The formation of a “reserve” force for hackers (in this context “technical experts”) is finding resurgence in both security and resilience organizations. While a nice thought experiment, it ignores certain realities once analogs to the actual military reserve draw too close. The fact of the matter is that such a stratagem is unlikely to work because the people who are best suited to serve are already entirely too busy.
Natural disasters like hurricane Sandy, and large-scale malicious cyber attacks against ill-prepared enterprises, follow a predictable cycle: concern about the potential impact (usually tied to how inadequate or sub-standard infrastructure or security is), the actual impact and how all the doomsayers were right, or the actual impact and how the naysayers were all right, and calls for improvements and the need for more/more diverse skills so we can avoid “surprise” or tragedy the next time around.
The problem is that highly skilled, innovative, and resourceful technical experts that would fill any “reserve” that would be called up on in an emergency already have jobs. They’re full-time jobs. They’re jobs that would not cease, and in fact would need their skills just as much if not more so during a crisis. In other words: they can’t be spared.
Unless the crisis is existential, no one gives away their time and expertise for free. It’s not that altruism doesn’t exist in the community, but the minute you give government something for free they’re going to expect that it will be free forever and that they can call on you whenever they want. Yes, it’s like giving the alchy $10 for “food.” He’ll spend it on “food” though his lexicon is different than yours.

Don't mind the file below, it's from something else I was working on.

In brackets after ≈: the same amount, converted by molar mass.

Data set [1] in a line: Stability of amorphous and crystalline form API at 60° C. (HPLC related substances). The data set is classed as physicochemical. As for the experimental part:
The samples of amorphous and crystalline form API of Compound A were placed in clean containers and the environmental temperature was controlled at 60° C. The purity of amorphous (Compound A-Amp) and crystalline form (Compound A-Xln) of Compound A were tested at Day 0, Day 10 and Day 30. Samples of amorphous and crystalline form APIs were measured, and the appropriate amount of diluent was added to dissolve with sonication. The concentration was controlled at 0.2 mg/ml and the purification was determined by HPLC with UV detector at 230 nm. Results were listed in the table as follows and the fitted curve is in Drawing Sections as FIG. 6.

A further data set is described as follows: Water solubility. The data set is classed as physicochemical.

Corporate CEO: “Let me get this straight: you want me to pay for a cyber security subject matter expert, but send him to work for you, is that it?”
Government Official: “Yes, that’s it exactly.”
CEO: “And what do I get out of this salary I’m paying but not getting any benefit from?”
Official: “Um, ‘thank you’?”
CEO: “Yeeeaaahhh…I don’t think so.”
Official: “The ‘thank you’ will be on letterhead!”
Even if the right talent were available and willing to spend their true spare time to help with an emergency, the hacker’s solution to a given problem is almost assuredly 180-degrees opposite of how a government entity would allow it to be done. If given the chance to have the power back on in an hour but for the solution to be a kludge, or to wait a week for an officially-sanctioned, regulation-complying solution, the good people of this country are going to be in the dark for a long time thanks to some liability-conscious bureaucrat.
/* Not saying safety is not important, and that concerns about liability are not legit, but people who are in the suck worry about getting out of the suck, not civil lawsuits. */
But let’s say that a few kludges are approved and things are back to normal with regards to resources and infrastructure; eventually someone is going to have to deal with all the duct tape the hackers have left behind. That means the power/water/whatever is going to have to go out again until a longer-term (and probably safer) solution is implemented. OK, so you’re not tired, hungry, dirty, cold and in the dark, you’re just in the dark two months after the crisis is past: is that an acceptable trade off? Has anyone actually bothered to talk to those who would be impacted by this approach?
Rather than recycling a solution that has been dead-on-arrival for years, how about building hacker-culture into your organization to begin with so that you can recruit and retain the people you claim to want? Isn’t it a better idea to have the best talent you can all the time?